felt that they had to submit to any
treatment that their menkind accord
W hat am I to do?" one will ask.
" work harder than any slave. I
economize and pinch until 1 get the
last squeal out of every nickel, but
my husband never gives mo a penny
of my own. I have to go to him like
a beggar every time I want a spool
° r thread or carfare, and before I get
it I have to tell what I expect to do
with it; and after I have spent it I
have to tell what I did do with It. I
realize that this isn't fair. I do just
as much work as my husband docs,
and am just as much a factor in his
prosperity, but how am I to collect
what Is due me? I'd be glad and
thankful to get the wages of a cook
paid me as wages, for my very own
to spend as I like."
To this women I say also: Go out!
strike, madam. Don't do another'
lick of work. Don't turn another
domestic wheel until you force fair
settlement out of your husband. Just!
one day of the confusion worse con-1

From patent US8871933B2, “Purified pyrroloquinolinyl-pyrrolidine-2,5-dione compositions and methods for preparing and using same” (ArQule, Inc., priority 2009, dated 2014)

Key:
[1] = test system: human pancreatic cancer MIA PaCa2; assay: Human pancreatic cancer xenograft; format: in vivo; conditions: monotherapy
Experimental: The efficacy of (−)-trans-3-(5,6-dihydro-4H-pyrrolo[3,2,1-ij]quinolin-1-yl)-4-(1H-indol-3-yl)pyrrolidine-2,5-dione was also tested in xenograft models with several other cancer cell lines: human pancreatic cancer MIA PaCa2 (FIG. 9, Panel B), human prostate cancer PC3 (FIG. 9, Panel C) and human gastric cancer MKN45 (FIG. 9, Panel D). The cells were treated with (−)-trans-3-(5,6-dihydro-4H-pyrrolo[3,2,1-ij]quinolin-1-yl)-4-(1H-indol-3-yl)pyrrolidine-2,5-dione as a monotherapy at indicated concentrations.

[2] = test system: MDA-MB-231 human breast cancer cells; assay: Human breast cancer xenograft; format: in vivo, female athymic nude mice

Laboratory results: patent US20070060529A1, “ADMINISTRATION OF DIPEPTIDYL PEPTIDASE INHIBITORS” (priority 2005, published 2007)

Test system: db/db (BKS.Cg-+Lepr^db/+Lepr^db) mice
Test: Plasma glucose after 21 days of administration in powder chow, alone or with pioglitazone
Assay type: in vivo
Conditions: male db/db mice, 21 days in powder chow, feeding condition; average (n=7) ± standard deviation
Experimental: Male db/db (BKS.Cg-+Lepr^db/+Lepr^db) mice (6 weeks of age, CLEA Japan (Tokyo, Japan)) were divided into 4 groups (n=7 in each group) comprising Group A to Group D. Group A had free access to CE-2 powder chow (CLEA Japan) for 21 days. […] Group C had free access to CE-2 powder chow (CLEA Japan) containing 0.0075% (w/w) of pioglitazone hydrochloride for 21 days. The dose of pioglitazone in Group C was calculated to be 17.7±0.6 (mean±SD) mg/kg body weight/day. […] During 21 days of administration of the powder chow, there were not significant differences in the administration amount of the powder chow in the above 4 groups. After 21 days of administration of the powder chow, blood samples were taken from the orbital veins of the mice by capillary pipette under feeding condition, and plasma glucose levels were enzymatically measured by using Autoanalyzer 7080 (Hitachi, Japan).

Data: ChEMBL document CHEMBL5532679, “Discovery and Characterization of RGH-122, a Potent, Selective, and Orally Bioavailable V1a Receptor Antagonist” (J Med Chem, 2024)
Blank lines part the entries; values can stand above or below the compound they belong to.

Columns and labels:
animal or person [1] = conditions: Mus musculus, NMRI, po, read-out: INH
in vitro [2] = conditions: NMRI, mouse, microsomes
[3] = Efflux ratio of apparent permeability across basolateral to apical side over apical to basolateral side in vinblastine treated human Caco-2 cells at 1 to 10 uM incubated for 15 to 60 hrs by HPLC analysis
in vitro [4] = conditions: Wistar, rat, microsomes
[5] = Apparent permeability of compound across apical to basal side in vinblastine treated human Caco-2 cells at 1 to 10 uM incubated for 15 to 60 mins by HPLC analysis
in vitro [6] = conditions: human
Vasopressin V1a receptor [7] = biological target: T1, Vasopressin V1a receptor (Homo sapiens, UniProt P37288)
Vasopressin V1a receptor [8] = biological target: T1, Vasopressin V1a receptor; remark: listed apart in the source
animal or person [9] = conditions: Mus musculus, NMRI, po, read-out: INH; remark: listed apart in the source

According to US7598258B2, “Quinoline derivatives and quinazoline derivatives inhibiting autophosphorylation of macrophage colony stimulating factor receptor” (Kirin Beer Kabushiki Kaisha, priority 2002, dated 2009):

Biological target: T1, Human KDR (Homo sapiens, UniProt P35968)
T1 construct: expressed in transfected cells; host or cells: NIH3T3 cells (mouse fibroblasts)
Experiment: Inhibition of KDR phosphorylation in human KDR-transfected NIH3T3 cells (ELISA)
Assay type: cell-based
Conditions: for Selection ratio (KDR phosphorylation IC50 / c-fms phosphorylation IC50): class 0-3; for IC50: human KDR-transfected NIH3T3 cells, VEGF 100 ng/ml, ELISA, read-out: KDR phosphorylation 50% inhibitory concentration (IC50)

founded of a home In which nobody
has washed the baby nor dressed the
children or cleared the table or swept
the floors or provided any food or
done any of the other millions of «
thinßs that a housewife attends to
every day, will convince n husband 1
that the laborer is worthy of her hire,
even if she is his wife. ;
So I repeat again that there is no!
reason for a woman to be a domestic
martyr unless she really enjoys mar-1
tyrdom. Vou can bring any man to'
terms by interfering with his conduct. I
abject towards Warren, claiming that'
unless she asserted herself more, any
man would "lord it over her."
But Mrs. Thurston would learn that
because a woman chooses to be
plastic In the hands of the man she
loves, is no reason why she will not
stand fiercely for her rights if she
is imposed upon by another woman.